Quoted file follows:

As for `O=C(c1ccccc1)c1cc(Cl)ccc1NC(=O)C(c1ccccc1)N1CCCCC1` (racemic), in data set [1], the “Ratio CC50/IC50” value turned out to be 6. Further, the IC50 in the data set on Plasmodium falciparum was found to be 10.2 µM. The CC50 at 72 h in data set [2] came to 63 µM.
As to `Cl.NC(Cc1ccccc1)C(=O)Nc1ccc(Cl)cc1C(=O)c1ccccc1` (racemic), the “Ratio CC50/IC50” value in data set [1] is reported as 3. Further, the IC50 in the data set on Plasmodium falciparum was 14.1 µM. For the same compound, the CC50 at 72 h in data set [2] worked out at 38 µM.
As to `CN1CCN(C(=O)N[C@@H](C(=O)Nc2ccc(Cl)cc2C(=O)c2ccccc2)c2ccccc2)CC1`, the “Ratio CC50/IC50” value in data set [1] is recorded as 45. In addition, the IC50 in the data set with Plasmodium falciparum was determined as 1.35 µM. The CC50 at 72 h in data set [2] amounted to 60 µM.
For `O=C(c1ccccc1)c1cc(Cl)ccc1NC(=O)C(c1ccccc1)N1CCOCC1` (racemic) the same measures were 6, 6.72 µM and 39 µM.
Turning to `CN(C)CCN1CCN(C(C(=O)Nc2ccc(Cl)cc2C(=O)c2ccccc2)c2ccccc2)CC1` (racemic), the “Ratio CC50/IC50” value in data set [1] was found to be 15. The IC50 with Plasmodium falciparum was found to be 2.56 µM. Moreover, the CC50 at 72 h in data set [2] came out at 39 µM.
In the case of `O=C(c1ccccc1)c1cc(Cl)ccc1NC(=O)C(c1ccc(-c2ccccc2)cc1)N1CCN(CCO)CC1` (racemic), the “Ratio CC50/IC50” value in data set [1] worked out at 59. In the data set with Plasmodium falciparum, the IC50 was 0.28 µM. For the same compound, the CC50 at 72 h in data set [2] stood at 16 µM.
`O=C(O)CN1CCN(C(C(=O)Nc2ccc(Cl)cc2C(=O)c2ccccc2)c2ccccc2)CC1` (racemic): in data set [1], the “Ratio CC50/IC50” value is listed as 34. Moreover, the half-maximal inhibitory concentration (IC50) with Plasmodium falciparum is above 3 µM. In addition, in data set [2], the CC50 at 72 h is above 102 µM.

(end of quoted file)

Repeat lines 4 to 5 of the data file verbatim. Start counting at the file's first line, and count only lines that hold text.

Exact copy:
For `O=C(c1ccccc1)c1cc(Cl)ccc1NC(=O)C(c1ccccc1)N1CCOCC1` (racemic) the same measures were 6, 6.72 µM and 39 µM.
Turning to `CN(C)CCN1CCN(C(C(=O)Nc2ccc(Cl)cc2C(=O)c2ccccc2)c2ccccc2)CC1` (racemic), the “Ratio CC50/IC50” value in data set [1] was found to be 15. The IC50 with Plasmodium falciparum was found to be 2.56 µM. Moreover, the CC50 at 72 h in data set [2] came out at 39 µM.